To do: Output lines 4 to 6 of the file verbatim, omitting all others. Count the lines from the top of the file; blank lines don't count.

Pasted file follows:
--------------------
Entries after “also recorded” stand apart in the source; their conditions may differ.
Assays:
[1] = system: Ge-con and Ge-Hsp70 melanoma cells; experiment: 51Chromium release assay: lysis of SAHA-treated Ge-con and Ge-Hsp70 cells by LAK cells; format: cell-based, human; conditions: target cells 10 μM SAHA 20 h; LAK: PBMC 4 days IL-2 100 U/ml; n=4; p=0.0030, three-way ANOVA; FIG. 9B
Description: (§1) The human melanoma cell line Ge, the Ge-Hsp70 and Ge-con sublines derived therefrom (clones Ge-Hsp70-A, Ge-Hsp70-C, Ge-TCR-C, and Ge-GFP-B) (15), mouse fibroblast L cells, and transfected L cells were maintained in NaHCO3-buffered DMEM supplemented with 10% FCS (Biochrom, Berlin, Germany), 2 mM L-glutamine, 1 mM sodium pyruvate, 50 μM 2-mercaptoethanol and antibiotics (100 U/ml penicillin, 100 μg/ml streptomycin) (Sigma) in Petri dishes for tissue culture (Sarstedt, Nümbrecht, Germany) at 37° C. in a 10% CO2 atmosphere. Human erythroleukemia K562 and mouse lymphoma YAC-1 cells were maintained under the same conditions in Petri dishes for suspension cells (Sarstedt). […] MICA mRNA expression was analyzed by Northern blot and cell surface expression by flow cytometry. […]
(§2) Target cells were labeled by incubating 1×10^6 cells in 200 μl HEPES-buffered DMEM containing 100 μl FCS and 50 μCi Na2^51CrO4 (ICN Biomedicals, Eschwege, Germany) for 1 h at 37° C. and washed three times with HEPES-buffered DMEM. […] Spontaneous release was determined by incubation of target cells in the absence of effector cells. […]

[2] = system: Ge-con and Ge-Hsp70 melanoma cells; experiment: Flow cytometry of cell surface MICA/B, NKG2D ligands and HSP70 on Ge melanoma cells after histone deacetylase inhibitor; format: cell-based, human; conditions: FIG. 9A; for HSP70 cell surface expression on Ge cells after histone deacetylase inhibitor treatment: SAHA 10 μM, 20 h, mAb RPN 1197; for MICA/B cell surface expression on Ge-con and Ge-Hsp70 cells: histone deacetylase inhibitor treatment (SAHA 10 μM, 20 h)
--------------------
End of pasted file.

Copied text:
Description: (§1) The human melanoma cell line Ge, the Ge-Hsp70 and Ge-con sublines derived therefrom (clones Ge-Hsp70-A, Ge-Hsp70-C, Ge-TCR-C, and Ge-GFP-B) (15), mouse fibroblast L cells, and transfected L cells were maintained in NaHCO3-buffered DMEM supplemented with 10% FCS (Biochrom, Berlin, Germany), 2 mM L-glutamine, 1 mM sodium pyruvate, 50 μM 2-mercaptoethanol and antibiotics (100 U/ml penicillin, 100 μg/ml streptomycin) (Sigma) in Petri dishes for tissue culture (Sarstedt, Nümbrecht, Germany) at 37° C. in a 10% CO2 atmosphere. Human erythroleukemia K562 and mouse lymphoma YAC-1 cells were maintained under the same conditions in Petri dishes for suspension cells (Sarstedt). […] MICA mRNA expression was analyzed by Northern blot and cell surface expression by flow cytometry. […]
(§2) Target cells were labeled by incubating 1×10^6 cells in 200 μl HEPES-buffered DMEM containing 100 μl FCS and 50 μCi Na2^51CrO4 (ICN Biomedicals, Eschwege, Germany) for 1 h at 37° C. and washed three times with HEPES-buffered DMEM. […] Spontaneous release was determined by incubation of target cells in the absence of effector cells. […]

[2] = system: Ge-con and Ge-Hsp70 melanoma cells; experiment: Flow cytometry of cell surface MICA/B, NKG2D ligands and HSP70 on Ge melanoma cells after histone deacetylase inhibitor; format: cell-based, human; conditions: FIG. 9A; for HSP70 cell surface expression on Ge cells after histone deacetylase inhibitor treatment: SAHA 10 μM, 20 h, mAb RPN 1197; for MICA/B cell surface expression on Ge-con and Ge-Hsp70 cells: histone deacetylase inhibitor treatment (SAHA 10 μM, 20 h)